It's difficult to find a category for Dave Frishberg's songs. The New York Times described him as "the Stephen Sondheim of jazz songwriting", and The London
Daily Telegraph called him
"a Woody Allen of song".
Long known as one of the outstanding pianists in jazz, Frishberg has since the early 1980s established himself as an internationally recognized composer and lyricist as well as a solo performer with a loyal following in both jazz and cabaret circles. Four of his albums have won Grammy nominations for best jazz vocal.
Frishberg's unclassifiable but ever-identifiable songs, including cult classics Peel Me A Grape, I'm Hip, You Are There, My Attorney Bernie and Heart's Desire, are now widely performed and have been recorded by Blossom Dearie, Mel Torme, Rosemary Clooney, Michael Feinstein, Diana Krall, Bette Midler, Suzannah McCorkle, Tony Bennett,and many others. The New York Times critic Stephen Holden wrote about Frishberg, "Few contemporary writers have produced as many songs that have been embraced by nightclub cognoscenti. In the refinement of his language, he is equalled only by Stephen Sondheim among contemporary
His songs are carefully designed pieces that are often wry and witty, occasionally tender and bittersweet, and sometimes contain pointed observations and characterizations of people we all seem to know. Typified by verbal and musical craftiness, they are songs written for adults, or at least for audiences that wouldn't mind growing up. They are stamped with his unique musical personality: quirky lyrics you can't get out of your head, memorable melodies that work so well with the words, and often a harking back to the America of his childhood in St. Paul, Minnesota, "when it was a minor league town." (He collects old baseball books and magazines from the 1940s and earlier. "I couldn't tell you who played in last year's World Series," he confesses. "But if you want to talk about Chet Laabs or Elbie Fletcher,
we can do that.")
Described by critics as a cross between Hoagy Carmichael, Woody Allen, and Noel Coward, and linked as a craftsman with Mercer, Porter and Sondheim, Frishberg describes himself as "a pianist who has always written songs and finally summoned up the nerve to sing them in public."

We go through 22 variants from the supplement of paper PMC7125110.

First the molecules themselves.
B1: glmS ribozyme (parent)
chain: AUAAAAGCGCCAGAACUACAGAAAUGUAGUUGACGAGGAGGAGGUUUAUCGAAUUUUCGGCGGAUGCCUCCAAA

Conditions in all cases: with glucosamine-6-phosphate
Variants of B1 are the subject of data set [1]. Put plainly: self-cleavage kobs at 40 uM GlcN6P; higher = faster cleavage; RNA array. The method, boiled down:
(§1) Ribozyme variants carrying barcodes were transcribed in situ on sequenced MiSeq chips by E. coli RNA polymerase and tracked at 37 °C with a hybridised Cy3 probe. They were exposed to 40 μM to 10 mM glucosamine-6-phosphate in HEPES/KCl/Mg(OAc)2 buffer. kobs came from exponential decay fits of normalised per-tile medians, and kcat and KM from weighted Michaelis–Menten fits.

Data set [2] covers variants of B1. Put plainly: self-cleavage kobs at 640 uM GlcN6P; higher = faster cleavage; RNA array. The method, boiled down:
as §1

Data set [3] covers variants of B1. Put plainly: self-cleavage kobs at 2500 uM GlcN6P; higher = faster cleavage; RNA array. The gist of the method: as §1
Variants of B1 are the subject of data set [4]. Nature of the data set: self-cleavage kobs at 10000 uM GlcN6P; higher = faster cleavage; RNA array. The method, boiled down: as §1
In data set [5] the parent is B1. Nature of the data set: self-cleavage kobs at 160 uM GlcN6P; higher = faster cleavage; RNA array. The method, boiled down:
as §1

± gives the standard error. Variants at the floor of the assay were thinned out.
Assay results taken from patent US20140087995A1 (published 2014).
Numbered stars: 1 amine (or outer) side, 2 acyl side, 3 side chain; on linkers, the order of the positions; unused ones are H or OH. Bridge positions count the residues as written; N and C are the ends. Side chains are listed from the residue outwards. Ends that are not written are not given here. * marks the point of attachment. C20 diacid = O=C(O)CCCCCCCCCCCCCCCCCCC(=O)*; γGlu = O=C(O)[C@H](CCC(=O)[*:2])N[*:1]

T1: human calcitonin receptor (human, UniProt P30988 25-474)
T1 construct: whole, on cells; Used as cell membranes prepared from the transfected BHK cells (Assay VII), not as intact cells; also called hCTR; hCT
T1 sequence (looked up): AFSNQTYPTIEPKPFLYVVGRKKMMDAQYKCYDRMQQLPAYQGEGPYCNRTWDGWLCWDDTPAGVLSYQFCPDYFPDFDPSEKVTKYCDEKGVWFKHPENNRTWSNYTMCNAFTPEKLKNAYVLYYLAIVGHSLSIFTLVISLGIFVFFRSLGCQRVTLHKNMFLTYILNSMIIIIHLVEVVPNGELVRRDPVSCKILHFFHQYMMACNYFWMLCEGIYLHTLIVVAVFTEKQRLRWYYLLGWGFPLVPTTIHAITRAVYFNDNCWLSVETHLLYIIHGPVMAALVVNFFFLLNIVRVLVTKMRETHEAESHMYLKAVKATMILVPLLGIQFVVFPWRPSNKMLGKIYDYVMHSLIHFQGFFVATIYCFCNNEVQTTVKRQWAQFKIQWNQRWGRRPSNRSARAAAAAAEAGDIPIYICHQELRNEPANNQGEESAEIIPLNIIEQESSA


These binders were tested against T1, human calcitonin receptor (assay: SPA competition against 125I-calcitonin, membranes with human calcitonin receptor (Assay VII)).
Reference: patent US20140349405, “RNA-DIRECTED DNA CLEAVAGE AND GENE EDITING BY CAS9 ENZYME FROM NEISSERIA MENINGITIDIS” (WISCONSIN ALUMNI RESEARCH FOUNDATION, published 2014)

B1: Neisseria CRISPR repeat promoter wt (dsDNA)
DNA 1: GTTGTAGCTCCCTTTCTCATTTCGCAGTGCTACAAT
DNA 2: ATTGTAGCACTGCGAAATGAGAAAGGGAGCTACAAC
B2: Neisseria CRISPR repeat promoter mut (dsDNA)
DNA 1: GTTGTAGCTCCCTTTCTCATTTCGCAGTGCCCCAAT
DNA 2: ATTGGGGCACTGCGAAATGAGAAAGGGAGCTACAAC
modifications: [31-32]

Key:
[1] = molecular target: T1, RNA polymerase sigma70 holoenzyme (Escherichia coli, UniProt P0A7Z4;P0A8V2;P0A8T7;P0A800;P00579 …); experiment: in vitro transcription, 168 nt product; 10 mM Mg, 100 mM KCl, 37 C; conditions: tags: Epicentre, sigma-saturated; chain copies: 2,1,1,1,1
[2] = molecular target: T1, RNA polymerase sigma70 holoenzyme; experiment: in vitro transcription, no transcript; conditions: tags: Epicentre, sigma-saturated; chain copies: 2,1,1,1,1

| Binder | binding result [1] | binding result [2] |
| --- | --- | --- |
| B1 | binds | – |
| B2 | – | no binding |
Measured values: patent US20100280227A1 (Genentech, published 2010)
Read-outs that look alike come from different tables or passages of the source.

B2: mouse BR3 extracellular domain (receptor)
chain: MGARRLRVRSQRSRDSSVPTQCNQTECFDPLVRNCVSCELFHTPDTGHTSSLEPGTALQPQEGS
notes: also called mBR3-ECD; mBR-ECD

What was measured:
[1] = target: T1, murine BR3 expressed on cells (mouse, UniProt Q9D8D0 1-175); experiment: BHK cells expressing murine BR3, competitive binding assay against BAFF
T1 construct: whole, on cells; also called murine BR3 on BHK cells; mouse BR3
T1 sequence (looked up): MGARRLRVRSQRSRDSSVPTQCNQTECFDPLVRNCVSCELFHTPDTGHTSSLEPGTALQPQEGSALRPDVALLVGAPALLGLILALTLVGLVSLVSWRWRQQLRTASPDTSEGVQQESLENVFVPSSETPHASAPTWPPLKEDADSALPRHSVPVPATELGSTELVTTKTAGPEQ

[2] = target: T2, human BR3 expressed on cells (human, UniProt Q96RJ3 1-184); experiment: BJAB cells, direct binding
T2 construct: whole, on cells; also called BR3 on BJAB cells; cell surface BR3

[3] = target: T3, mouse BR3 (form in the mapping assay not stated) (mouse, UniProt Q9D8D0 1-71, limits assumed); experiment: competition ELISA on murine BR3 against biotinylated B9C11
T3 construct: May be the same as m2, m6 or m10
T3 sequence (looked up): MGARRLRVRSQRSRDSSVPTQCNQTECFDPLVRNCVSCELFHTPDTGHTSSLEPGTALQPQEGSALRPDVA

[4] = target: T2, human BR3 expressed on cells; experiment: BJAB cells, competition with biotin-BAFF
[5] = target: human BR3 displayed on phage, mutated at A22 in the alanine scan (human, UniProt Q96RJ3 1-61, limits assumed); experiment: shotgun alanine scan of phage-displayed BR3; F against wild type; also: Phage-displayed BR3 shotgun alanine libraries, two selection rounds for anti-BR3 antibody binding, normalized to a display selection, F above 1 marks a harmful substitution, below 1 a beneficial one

After journalism school at the University of Minnesota and service in the Air Force, he left St. Paul and headed east to become part of the New York City jazz scene of the 1960s. He worked in the rhythm sections of such jazz greats as Al Cohn, Zoot Sims, Ben Webster, Gene Krupa and Bobby Hackett. As a singers' accompanist, he played for such diverse stylists as Carmen McRae, Dick Haymes, Anita O'Day and Irene Kral. His piano work is featured on recordings by The Manhattan Transfer, Herb Alpert, Lani Hall, Jimmy Rushing, Bill Berry, Bud Freeman, Susannah McCorkle, Rebecca Kilgore, and many other jazz
and pop artists.
In 1971, Frishberg moved to Los Angeles, where he became active as a studio musician, continued to write songs and began to make records as a featured artist. Since 1986 he has lived in
His songs appeared regularly on ABC Television's popular Schoolhouse Rock series, including Seven-Fifty Once A Week, Walkin' On Wall Street and the well-known I'm Just A Bill. Frishberg's three-character musical show Quality Time premiered at the Milwaukee Repertory Theater in 1996.
Thanks to his four Grammy-nominated albums and his appearances on The Tonight Show, CBS' Sunday Morning and public radio's Prairie Home Companion and Fresh Air, Frishberg has become an increasingly familiar figure as a solo performer at festivals and clubs, on cabaret stages and in concert halls in
America and abroad.
His current recordings are on the Arbors Jazz label. Earlier Frishberg albums are available on the Concord and
"Once you immerse yourself in Frishbergiana, the constant astonishment can tire you out if you re not careful. This is how to be careful with Dave Frishberg: don t listen to one of his discs more than once a day, even though you re inclined at times to listen to nothing but. Frishberg, who dazzles with word play, exemplifies the high ground of wit, craft and musical imagination, displayed here so generously." Daniel Okrent, writer and editor who has written about jazz for Esquire, Time, Fortune and other publications and was for several years a senior editorial executive at Time, Inc.
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